Skip to main content

CAMERON v. STATE

Reset A A Font size: Print

Court of Appeals of Georgia.

CAMERON v. The STATE.

No. A03A1520.

Decided: July 11, 2003

Renate D. Moody, for appellant. Howard Z. Simms, Dist. Atty., Dorothy A. Vinson, Asst. Dist. Atty., for appellee.

Ralph Dennis Cameron was charged with the offenses of murder and criminal trespass relating to a shooting and death which occurred in a tavern.   At the conclusion of the first trial, a mistrial was ordered because of a hung jury.   Upon retrial, the jury found Cameron guilty of the lesser included offense of voluntary manslaughter and acquitted him of criminal trespass.   Cameron appeals, alleging the evidence was insufficient to convict him of voluntary manslaughter and the trial court erred in denying his motion for new trial because he was denied his constitutional right to due process.   We find no error and affirm Cameron's conviction.

1. Viewed in a light most favorable to support the jury's verdict, the evidence shows that Christopher Goode, the victim, Che Goguen, and two other individuals were at a bar for a darts tournament.   During that evening, Cameron entered the bar and exchanged words with Goguen.   Cameron pulled a knife, and the two struggled over the knife.   Cameron then pulled out a handgun and pointed it at Goguen.   Goguen and one of the other participants ran out the front door.   During this time, Goode disabled Cameron by hitting him over the head with a glass jar.   Goode then informed Goguen and the other man who had left the bar that it was safe to come back inside.   These three men gathered Cameron's belongings, keeping his knife and gun inside the bar, and put Cameron outside with instructions to leave.

Goode and another man unloaded the bullets in Cameron's handgun.   A short time later, Cameron returned with an assault rifle and pointed it at the four occupants in the bar.   Fearing for their lives, the group fled to a small kitchen located behind the bar.   There was no telephone in the kitchen and only one way out.   Cameron sat at the bar with the rifle pointed toward the only opening to the kitchen and demanded a beer.   Cameron then demanded to see that “son of a bitch that hit me.”   Goode stepped into the doorway, and Cameron shot him in the leg.   Goode then grabbed a kitchen knife, lunged at Cameron and darted back into the kitchen.   When Goode ran in front of the door again, Cameron shot him in the stomach.   One of the occupants managed to call 911 using a telephone behind the bar.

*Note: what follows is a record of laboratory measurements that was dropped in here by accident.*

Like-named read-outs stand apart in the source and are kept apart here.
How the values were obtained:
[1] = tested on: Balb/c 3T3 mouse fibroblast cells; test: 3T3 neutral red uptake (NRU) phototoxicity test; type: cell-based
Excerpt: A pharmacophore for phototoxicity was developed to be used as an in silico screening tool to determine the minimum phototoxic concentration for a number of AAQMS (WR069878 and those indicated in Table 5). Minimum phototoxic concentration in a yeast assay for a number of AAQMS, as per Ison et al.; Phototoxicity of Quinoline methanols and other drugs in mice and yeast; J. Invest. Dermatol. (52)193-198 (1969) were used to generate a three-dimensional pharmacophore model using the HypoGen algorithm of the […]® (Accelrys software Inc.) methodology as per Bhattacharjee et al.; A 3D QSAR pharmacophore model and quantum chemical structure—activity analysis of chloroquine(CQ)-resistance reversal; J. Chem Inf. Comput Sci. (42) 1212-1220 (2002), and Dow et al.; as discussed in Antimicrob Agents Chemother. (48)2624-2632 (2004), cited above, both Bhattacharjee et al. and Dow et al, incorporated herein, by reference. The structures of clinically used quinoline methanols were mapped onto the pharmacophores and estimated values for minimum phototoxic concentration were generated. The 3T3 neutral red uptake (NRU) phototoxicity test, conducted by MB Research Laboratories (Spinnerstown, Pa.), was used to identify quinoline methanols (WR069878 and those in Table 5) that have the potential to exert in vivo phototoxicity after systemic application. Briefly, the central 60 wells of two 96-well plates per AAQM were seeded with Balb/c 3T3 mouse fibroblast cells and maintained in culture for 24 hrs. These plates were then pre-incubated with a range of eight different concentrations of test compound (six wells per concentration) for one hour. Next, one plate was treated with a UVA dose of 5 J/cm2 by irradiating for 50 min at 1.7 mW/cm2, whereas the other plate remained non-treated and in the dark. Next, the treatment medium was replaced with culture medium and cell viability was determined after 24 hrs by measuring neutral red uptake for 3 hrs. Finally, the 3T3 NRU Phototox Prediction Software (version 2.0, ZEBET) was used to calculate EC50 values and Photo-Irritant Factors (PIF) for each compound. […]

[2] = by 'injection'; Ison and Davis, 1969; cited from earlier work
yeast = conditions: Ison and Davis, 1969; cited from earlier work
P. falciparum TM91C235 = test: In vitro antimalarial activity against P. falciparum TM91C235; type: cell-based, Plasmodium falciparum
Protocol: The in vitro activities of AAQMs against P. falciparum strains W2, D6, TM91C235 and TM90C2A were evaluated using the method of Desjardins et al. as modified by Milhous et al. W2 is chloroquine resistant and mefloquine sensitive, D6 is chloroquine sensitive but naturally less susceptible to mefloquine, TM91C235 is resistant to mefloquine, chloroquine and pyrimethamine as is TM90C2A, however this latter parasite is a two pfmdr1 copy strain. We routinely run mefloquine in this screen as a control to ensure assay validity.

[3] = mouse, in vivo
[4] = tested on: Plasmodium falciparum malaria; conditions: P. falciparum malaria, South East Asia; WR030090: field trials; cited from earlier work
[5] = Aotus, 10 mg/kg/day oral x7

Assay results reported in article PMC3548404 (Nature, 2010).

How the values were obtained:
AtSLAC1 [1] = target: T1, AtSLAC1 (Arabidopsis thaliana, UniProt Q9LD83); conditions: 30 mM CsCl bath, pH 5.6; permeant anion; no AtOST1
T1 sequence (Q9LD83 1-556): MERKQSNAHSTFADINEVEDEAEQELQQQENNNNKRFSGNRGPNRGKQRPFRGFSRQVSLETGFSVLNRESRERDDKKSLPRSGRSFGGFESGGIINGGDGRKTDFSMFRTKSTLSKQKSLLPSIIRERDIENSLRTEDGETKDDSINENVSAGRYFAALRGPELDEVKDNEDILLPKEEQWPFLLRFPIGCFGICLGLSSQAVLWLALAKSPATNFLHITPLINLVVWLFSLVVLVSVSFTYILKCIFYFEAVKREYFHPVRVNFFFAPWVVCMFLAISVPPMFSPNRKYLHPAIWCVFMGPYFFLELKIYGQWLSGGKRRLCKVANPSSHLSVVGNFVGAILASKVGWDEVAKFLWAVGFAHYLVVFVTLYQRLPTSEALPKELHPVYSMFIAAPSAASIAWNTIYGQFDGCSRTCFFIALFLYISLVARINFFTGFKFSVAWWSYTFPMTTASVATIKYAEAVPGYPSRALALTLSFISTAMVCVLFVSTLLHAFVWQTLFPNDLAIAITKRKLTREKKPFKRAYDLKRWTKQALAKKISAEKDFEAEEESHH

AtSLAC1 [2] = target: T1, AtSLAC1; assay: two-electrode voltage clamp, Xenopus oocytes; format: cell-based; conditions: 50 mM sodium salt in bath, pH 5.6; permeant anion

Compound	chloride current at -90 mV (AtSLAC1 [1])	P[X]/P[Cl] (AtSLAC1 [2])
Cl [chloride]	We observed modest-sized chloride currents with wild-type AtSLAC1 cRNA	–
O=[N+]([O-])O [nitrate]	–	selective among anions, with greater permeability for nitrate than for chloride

Upon arrival, the officers found Cameron sitting at the bar with a rifle pointed toward the kitchen, and arrested him.   Cameron claimed he shot Goode in self-defense.   According to Cameron, Goode was rolling on the floor with Cameron's handgun when Cameron shot him in the stomach.   However, an agent with the Georgia Bureau of Investigation testified that the bullet holes in the kitchen area and Goode's injuries were consistent with a gun being fired at Goode's leg and waist area by someone sitting at the bar.   The bullet holes and injuries were not consistent with someone shooting a prone figure on the floor behind the bar.

 Cameron contests the sufficiency of the evidence, arguing that the state failed to disprove that he acted with justification.   It is well established that a person is justified in using force intended or likely to cause death or great bodily harm only if he reasonably believes that such force is necessary to prevent death or great bodily injury to himself or a third person or to prevent the commission of a forcible felony.1  Justification provides no defense, however, to a person who was the aggressor or who has engaged in combat by agreement, unless the person had effectively withdrawn from the encounter and the other person continued or threatened to continue to use unlawful force.2

On appeal, Cameron in effect asks us to reweigh the evidence to place greater credence in his justification defense than did the jury.   However, this Court does not weigh the evidence or assess the credibility of witnesses;  rather, we determine whether the evidence, viewed in a light most favorable to the verdict, was legally sufficient.3  Here, the trial court charged the jury on the defense of justification, as well as the state's burden of proving the lack of justification beyond a reasonable doubt.   And the record reveals ample evidence to authorize the jury to reject Cameron's justification defense and to find him guilty of voluntary manslaughter.4

 2. Cameron contends he was denied his constitutional right to due process because the police never attempted to secure any exculpatory evidence.   However, Cameron points to no case law supporting this argument.   The only cases cited by Cameron involve situations where the state or its agencies destroyed or hid exculpatory evidence, which has not been alleged in this case.

 Moreover, Cameron has failed to identify any potentially exculpatory evidence that was not investigated or developed by the state.   Cameron merely speculates that there may have been exculpatory evidence that would have supported his claim of justification.  “Mere speculation that there may be exculpatory information is insufficient.” 5  This enumeration of error lacks merit.

Judgment affirmed.

FOOTNOTES

1.   OCGA § 16-3-21(a).

2.   OCGA § 16-3-21(b)(3).

3.   Jackson v. Virginia, 443 U.S. 307, 99 S.Ct. 2781, 61 L.Ed.2d 560 (1979);  O'Connor v. State, 255 Ga.App. 893, 895(1), 567 S.E.2d 29 (2002).

4.   See Sinkfield v. State, 262 Ga. 555, 557(2), 422 S.E.2d 851 (1992);  O'Connor, supra.

5.   (Citation, punctuation and footnote omitted.)  Nikitin v. State, 257 Ga.App. 852, 854(1)(a), 572 S.E.2d 377 (2002).

JOHNSON, Presiding Judge.

ELDRIDGE and MIKELL, JJ., concur.

Copied to clipboard